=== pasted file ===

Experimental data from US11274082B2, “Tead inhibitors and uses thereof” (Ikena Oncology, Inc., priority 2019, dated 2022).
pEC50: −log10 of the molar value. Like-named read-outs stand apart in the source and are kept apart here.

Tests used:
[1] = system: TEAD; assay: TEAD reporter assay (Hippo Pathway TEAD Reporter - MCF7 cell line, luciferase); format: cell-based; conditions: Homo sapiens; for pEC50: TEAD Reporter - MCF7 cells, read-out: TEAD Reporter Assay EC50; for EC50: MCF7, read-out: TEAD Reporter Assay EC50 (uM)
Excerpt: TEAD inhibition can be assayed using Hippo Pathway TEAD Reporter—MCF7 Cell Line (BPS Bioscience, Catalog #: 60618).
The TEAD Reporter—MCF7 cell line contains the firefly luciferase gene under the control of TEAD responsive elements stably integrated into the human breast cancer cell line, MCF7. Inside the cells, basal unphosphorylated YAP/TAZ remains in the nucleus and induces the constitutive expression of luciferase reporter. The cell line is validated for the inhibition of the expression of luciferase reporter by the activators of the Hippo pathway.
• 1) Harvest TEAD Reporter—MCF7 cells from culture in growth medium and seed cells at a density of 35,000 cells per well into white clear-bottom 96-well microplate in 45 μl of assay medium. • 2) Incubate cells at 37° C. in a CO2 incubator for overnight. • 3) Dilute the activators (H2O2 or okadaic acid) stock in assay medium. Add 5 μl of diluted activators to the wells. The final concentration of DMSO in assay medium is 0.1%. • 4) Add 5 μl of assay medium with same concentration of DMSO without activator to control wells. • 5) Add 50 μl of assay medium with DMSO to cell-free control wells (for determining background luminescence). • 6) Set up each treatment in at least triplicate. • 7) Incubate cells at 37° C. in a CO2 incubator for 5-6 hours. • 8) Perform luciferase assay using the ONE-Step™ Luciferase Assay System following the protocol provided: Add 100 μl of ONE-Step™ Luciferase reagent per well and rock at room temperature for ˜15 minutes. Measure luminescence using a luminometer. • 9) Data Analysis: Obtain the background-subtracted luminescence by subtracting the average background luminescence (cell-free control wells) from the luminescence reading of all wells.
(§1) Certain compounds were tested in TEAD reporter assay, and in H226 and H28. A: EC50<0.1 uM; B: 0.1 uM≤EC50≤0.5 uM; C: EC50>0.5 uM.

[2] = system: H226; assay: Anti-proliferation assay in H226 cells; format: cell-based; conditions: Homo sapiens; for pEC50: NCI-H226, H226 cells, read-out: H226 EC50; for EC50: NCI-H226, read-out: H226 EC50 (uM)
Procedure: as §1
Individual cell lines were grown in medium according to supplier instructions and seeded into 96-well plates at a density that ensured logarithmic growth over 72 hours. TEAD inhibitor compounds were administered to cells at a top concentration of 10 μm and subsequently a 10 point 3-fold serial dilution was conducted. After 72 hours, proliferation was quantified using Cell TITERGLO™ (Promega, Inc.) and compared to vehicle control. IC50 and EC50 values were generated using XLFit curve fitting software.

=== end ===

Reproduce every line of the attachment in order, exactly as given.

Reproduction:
Experimental data from US11274082B2, “Tead inhibitors and uses thereof” (Ikena Oncology, Inc., priority 2019, dated 2022).
pEC50: −log10 of the molar value. Like-named read-outs stand apart in the source and are kept apart here.

Tests used:
[1] = system: TEAD; assay: TEAD reporter assay (Hippo Pathway TEAD Reporter - MCF7 cell line, luciferase); format: cell-based; conditions: Homo sapiens; for pEC50: TEAD Reporter - MCF7 cells, read-out: TEAD Reporter Assay EC50; for EC50: MCF7, read-out: TEAD Reporter Assay EC50 (uM)
Excerpt: TEAD inhibition can be assayed using Hippo Pathway TEAD Reporter—MCF7 Cell Line (BPS Bioscience, Catalog #: 60618).
The TEAD Reporter—MCF7 cell line contains the firefly luciferase gene under the control of TEAD responsive elements stably integrated into the human breast cancer cell line, MCF7. Inside the cells, basal unphosphorylated YAP/TAZ remains in the nucleus and induces the constitutive expression of luciferase reporter. The cell line is validated for the inhibition of the expression of luciferase reporter by the activators of the Hippo pathway.
• 1) Harvest TEAD Reporter—MCF7 cells from culture in growth medium and seed cells at a density of 35,000 cells per well into white clear-bottom 96-well microplate in 45 μl of assay medium. • 2) Incubate cells at 37° C. in a CO2 incubator for overnight. • 3) Dilute the activators (H2O2 or okadaic acid) stock in assay medium. Add 5 μl of diluted activators to the wells. The final concentration of DMSO in assay medium is 0.1%. • 4) Add 5 μl of assay medium with same concentration of DMSO without activator to control wells. • 5) Add 50 μl of assay medium with DMSO to cell-free control wells (for determining background luminescence). • 6) Set up each treatment in at least triplicate. • 7) Incubate cells at 37° C. in a CO2 incubator for 5-6 hours. • 8) Perform luciferase assay using the ONE-Step™ Luciferase Assay System following the protocol provided: Add 100 μl of ONE-Step™ Luciferase reagent per well and rock at room temperature for ˜15 minutes. Measure luminescence using a luminometer. • 9) Data Analysis: Obtain the background-subtracted luminescence by subtracting the average background luminescence (cell-free control wells) from the luminescence reading of all wells.
(§1) Certain compounds were tested in TEAD reporter assay, and in H226 and H28. A: EC50<0.1 uM; B: 0.1 uM≤EC50≤0.5 uM; C: EC50>0.5 uM.

[2] = system: H226; assay: Anti-proliferation assay in H226 cells; format: cell-based; conditions: Homo sapiens; for pEC50: NCI-H226, H226 cells, read-out: H226 EC50; for EC50: NCI-H226, read-out: H226 EC50 (uM)
Procedure: as §1
Individual cell lines were grown in medium according to supplier instructions and seeded into 96-well plates at a density that ensured logarithmic growth over 72 hours. TEAD inhibitor compounds were administered to cells at a top concentration of 10 μm and subsequently a 10 point 3-fold serial dilution was conducted. After 72 hours, proliferation was quantified using Cell TITERGLO™ (Promega, Inc.) and compared to vehicle control. IC50 and EC50 values were generated using XLFit curve fitting software.